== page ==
According to recent studies, the world has witnessed a tenfold increase in the number of natural disasters since the 1960s. Catastrophic fires, flood, and storms all appear to be on the rise. And on top of this, Americans are living more densely, in more remote locations, than ever the before. The result? Lots of insurance claims.
And when natural disasters take away a homestead, for example, the claims process can often be a contentious one. A recent case out of the California Court of Appeal might help tip the balance in this process slightly toward insurance carriers. At least for now.
The line between an illusory policy and a policy that does what it says, has always been a difficult one. When there is a request or inquiry by the insured for a particular type or extent of coverage, insurers do have some obligation to notify the potential insured of deficient limits. However, according to the California court of appeals in Volk v. State Farm, insurers and their agents do not have a legal obligation to ensure that a homeowner's policy covers the full amount of a loss to property. In other words, a non-specific request for the best policy and a general assurance of full coverage does not qualify as an assurance of one hundred percent replacement cost coverage.
The events at issue date back to September 2014, when the Boles Fire swept through the town of Weed, California causing damage and destruction to many homes. The plaintiffs in this case were among those who lost their homes as a result of that wildfire. They filed suit against State Farm alleging various claims, including breach of contract and negligence. They argued that their homes were insufficiently insured due to State Farm's negligent failure to calculate reasonable policy limits for the full replacement costs of their homes. State Farm argued that there was no breach of a contractual duty of care, or the implied covenant of good faith because all benefits due under the plaintiffs' policies were paid and the claims handled reasonably and in accordance with industry standards.
The court plainly reinforced that neither insurers nor their agents have a duty to inform an insured that additional insurance coverage may be needed on their property. The court also outlines specific exceptions to this general rule, none of which applied in the current case. Notably, this decision protects insurers who take reasonable measures to inform and advise their clients as to their property insurance coverage.
The insurance company and its agents do not have an affirmative duty to inform an insured of the likely need for them to increase policy limits to cover the replacement costs of their home. The court outlined three exceptions to this general rule: (1) the insurance agent misrepresents the nature, extent, or scope of coverage being offered or provided; (2) there is a request or inquiry by the insured for a particular type or extent of coverage; or (3) the agent assumes an additional duty by either express agreement or by holding themselves out as having expertise in a given field of insurance being sought by the insured.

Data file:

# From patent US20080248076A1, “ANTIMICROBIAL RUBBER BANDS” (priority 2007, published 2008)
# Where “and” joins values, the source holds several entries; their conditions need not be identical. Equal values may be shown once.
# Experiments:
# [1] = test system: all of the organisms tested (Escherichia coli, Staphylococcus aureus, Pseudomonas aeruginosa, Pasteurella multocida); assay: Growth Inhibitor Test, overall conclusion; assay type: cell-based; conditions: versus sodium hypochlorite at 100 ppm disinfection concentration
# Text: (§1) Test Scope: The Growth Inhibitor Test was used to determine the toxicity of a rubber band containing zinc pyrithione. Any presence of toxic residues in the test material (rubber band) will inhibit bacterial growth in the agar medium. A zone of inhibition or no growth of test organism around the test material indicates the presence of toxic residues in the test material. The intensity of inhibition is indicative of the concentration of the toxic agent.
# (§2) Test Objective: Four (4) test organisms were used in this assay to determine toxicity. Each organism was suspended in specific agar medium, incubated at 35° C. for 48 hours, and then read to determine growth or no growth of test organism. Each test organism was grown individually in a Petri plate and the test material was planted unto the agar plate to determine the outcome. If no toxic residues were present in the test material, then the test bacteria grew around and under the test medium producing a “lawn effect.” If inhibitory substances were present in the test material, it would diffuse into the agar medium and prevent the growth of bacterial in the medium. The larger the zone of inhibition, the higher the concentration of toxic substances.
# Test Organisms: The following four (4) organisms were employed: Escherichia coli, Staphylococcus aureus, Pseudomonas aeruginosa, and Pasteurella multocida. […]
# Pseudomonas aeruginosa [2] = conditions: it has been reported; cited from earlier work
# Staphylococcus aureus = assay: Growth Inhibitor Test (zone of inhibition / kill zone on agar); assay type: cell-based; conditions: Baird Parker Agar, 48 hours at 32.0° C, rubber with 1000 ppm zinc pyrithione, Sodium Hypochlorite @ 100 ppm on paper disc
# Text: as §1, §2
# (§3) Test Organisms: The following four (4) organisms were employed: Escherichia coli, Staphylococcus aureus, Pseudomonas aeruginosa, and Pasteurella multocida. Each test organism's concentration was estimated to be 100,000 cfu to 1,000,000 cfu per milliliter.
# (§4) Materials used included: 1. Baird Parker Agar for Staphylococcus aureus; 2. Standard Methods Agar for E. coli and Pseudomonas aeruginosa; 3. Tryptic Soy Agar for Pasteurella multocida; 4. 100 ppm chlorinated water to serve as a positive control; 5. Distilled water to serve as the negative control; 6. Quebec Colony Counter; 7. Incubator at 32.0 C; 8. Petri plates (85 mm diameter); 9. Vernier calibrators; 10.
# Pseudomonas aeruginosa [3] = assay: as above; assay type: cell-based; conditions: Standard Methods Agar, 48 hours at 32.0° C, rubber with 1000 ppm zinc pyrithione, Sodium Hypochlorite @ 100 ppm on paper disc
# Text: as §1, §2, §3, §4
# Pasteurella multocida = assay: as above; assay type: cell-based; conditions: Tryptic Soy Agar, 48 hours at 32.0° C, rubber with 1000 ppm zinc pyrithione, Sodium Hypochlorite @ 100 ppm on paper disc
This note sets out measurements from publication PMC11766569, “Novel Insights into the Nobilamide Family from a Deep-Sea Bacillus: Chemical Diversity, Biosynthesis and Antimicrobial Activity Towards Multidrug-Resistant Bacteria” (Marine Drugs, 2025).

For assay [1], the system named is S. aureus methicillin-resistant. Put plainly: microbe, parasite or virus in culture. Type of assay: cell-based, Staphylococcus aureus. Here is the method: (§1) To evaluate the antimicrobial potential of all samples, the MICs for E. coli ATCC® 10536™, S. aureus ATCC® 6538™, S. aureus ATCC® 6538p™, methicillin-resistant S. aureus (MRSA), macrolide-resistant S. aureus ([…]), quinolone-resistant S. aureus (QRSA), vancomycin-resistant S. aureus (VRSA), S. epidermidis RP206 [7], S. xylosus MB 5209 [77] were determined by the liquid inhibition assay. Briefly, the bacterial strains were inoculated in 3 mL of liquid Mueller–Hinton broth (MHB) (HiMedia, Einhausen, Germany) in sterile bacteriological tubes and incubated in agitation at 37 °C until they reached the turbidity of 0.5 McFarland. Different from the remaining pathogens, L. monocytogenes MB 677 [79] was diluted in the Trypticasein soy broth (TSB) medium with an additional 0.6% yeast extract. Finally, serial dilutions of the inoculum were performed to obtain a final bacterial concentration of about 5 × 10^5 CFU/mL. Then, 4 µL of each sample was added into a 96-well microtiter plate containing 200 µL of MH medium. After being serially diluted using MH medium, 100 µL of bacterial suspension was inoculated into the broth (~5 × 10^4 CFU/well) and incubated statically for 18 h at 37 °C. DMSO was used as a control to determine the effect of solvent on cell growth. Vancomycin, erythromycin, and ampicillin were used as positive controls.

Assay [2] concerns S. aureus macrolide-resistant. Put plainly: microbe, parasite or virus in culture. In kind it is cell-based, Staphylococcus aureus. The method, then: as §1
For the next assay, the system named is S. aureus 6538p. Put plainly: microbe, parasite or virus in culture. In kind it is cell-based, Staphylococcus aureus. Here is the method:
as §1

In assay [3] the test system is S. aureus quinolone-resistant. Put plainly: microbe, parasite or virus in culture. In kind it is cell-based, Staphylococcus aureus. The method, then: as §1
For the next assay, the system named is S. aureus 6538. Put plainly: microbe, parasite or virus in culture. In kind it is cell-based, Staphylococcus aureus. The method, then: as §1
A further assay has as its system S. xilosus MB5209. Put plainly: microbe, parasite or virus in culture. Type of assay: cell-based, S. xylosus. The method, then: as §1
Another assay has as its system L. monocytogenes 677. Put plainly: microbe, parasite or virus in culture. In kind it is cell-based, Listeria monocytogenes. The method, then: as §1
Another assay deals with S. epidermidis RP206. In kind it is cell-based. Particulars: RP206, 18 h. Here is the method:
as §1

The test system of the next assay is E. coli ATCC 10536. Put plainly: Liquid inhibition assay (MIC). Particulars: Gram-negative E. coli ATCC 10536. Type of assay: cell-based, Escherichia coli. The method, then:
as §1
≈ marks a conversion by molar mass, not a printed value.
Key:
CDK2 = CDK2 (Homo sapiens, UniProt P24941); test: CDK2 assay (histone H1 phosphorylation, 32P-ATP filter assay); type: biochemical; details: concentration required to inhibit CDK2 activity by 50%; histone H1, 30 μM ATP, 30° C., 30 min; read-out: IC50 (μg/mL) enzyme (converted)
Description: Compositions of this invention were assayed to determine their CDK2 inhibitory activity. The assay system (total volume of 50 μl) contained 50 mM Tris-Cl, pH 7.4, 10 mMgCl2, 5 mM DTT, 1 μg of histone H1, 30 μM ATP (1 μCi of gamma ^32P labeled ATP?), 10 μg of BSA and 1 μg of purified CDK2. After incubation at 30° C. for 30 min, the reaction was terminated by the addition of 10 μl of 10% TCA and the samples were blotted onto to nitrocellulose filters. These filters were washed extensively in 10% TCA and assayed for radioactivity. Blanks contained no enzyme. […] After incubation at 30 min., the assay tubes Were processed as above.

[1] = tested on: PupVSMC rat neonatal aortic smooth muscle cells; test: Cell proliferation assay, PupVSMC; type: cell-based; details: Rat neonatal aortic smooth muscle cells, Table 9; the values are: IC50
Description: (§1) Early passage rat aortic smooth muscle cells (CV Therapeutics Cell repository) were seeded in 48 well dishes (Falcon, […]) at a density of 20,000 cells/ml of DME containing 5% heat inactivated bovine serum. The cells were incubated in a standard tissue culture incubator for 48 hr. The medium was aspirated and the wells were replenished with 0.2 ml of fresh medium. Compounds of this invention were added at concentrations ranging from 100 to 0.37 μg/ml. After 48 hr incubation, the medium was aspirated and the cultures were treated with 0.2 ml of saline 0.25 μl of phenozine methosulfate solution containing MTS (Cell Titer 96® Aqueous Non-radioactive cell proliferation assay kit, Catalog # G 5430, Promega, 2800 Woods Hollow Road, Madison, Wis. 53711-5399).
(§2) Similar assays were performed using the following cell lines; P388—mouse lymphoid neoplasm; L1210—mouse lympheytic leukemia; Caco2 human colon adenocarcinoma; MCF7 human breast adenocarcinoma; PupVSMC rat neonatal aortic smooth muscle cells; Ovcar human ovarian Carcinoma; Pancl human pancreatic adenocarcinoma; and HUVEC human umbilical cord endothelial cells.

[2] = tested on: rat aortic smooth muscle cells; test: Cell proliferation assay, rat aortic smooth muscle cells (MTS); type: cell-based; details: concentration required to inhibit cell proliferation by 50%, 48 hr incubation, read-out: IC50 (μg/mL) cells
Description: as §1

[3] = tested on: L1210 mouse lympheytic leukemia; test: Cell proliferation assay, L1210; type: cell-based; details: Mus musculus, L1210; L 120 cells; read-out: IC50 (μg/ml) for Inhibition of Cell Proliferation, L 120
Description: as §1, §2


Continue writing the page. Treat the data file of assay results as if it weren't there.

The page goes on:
According to the court, the evidence before the trial court did not provide any evidence that plaintiffs specifically requested that his insurance agent include full replacement cost coverage for his home before the fire took place. Plaintiff also did not bring any evidence to show that he ever asked the agent whether his insurance coverage was adequate to replace his home in the event of a total loss. In fact, Plaintiff never determined a current estimate of the cost to rebuild the home despite this being recommended by State Farm in its bi-annual disclosure form, which is designed to prevent underinsurance of an insured's property.
The court concluded that the fact that the insured requested that he be given “the best policy” and the agent's assurances that he had “full coverage” was not enough to show that the agent breached any special duty of care owed the plaintiff, or that the words used resulted in a breach of contract or negligent act by the insurance agent. The agent did not have a duty of care under these circumstances to ensure that the policy limits were adequate enough to cover the full costs of rebuilding the home after it was destroyed by the fire.
The court held that the plaintiffs' UCL claim was not viable as a matter of law. The California Supreme Court held that Specifically, “private Uniform Information Practices Act (UIPA) actions alone many not form the basis of a UCL claim. The plaintiffs failed to show that State Farm violated any other laws in addition to the UIPA, or otherwise participated in any unfair or fraudulent practices.
Finally, the court concluded that the plaintiff did not prove the existence of an implied contract for the for full replacement coverage, or that State Farm breached the implied covenant of good faith and fair dealing. In fact, in the original complaint the argument of implied contract is not presented and only provisions of the express contract are presented as evidence. Therefore, the breach of contract claim failed as well.
In some ways, the Vulk v. State Farm decision will give insureds more clarity in terms of “magic words” they might us to trigger an insurer's obligation to provide adequate coverage. Either way, this decision should provide more certainty to both sides of insurance claim process. And certainty is a valuable thing when the uncertain strikes.
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